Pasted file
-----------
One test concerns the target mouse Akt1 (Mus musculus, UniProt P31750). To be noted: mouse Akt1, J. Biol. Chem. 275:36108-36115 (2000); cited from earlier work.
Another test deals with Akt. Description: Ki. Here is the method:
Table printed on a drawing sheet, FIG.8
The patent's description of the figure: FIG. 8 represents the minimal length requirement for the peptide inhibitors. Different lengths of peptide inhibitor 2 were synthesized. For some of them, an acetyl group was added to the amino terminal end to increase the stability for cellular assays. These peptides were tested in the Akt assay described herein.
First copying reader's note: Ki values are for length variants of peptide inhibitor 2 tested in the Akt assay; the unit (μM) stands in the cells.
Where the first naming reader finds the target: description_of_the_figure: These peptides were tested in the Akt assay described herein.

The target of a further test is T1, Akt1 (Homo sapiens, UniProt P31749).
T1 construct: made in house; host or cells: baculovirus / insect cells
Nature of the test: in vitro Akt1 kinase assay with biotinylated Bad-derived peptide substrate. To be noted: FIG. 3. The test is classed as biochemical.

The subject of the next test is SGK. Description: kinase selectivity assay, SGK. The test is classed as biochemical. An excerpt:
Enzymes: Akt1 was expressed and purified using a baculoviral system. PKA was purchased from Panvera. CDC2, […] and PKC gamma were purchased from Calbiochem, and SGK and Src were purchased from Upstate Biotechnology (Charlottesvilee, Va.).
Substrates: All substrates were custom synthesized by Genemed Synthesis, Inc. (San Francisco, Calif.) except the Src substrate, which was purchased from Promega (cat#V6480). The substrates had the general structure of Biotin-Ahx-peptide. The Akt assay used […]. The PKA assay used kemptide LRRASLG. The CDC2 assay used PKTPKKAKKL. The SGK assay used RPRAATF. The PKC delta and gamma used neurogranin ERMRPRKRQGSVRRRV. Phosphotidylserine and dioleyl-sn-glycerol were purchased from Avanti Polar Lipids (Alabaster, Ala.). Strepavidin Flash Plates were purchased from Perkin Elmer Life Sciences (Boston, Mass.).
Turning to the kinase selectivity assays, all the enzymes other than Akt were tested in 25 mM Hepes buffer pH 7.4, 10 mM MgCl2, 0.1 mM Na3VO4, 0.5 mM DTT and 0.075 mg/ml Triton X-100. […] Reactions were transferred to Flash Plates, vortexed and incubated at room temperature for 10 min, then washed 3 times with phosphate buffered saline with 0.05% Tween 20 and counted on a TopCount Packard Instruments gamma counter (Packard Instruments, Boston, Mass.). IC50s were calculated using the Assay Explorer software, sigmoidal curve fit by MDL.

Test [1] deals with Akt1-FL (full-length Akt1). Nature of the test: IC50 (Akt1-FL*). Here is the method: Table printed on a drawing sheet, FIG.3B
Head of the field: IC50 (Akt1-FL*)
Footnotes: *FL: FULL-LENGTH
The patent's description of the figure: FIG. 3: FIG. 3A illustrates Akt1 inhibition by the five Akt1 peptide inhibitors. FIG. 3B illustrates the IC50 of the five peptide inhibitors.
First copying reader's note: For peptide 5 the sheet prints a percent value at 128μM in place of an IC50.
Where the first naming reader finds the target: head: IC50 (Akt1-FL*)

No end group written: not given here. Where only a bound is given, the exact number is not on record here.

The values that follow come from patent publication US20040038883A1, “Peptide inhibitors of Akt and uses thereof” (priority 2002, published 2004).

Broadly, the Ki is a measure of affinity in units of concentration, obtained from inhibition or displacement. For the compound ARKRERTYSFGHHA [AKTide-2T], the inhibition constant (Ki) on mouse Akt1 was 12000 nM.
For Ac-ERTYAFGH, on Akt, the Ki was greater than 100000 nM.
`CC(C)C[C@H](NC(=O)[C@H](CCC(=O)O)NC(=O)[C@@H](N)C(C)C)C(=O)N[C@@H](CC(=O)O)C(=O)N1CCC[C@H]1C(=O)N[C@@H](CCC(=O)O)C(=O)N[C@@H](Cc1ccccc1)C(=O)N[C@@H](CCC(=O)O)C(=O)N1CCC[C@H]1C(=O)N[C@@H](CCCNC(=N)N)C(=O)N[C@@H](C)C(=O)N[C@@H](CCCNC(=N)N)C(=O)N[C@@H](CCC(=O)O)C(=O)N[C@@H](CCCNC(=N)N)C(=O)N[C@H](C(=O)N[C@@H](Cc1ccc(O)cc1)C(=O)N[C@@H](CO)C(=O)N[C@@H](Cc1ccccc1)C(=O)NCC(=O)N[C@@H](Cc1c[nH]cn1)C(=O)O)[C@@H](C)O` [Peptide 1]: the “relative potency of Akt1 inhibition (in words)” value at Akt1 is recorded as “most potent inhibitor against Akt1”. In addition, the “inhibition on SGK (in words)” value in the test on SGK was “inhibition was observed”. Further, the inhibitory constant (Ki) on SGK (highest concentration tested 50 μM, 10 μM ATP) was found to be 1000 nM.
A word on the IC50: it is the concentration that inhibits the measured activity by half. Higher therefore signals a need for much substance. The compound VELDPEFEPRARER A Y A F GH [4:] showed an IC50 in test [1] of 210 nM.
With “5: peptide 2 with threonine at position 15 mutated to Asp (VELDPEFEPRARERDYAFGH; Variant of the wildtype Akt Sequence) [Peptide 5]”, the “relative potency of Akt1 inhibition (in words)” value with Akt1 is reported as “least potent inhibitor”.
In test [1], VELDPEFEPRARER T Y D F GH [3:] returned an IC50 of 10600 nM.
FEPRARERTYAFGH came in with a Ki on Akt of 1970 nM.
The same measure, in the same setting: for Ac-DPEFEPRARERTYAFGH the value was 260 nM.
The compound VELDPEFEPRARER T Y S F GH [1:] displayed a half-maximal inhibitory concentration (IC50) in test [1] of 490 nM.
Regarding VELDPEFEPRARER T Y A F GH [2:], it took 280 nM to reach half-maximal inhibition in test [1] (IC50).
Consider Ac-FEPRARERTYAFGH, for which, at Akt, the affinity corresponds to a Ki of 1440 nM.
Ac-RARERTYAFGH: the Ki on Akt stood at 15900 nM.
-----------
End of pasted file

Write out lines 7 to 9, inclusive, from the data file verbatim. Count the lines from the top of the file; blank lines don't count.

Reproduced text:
The target of a further test is T1, Akt1 (Homo sapiens, UniProt P31749).
T1 construct: made in house; host or cells: baculovirus / insect cells
Nature of the test: in vitro Akt1 kinase assay with biotinylated Bad-derived peptide substrate. To be noted: FIG. 3. The test is classed as biochemical.